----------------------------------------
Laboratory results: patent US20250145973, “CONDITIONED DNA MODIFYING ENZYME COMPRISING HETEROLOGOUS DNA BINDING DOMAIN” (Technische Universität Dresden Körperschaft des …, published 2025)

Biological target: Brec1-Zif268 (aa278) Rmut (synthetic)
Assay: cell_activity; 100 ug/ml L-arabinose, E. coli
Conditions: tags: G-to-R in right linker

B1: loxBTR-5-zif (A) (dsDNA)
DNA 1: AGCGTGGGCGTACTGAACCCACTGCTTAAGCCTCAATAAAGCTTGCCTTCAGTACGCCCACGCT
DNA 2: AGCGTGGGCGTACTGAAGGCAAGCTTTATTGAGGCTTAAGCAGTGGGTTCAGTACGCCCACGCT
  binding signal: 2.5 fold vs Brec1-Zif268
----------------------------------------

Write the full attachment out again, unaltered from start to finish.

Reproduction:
Laboratory results: patent US20250145973, “CONDITIONED DNA MODIFYING ENZYME COMPRISING HETEROLOGOUS DNA BINDING DOMAIN” (Technische Universität Dresden Körperschaft des …, published 2025)

Biological target: Brec1-Zif268 (aa278) Rmut (synthetic)
Assay: cell_activity; 100 ug/ml L-arabinose, E. coli
Conditions: tags: G-to-R in right linker

B1: loxBTR-5-zif (A) (dsDNA)
DNA 1: AGCGTGGGCGTACTGAACCCACTGCTTAAGCCTCAATAAAGCTTGCCTTCAGTACGCCCACGCT
DNA 2: AGCGTGGGCGTACTGAAGGCAAGCTTTATTGAGGCTTAAGCAGTGGGTTCAGTACGCCCACGCT
  binding signal: 2.5 fold vs Brec1-Zif268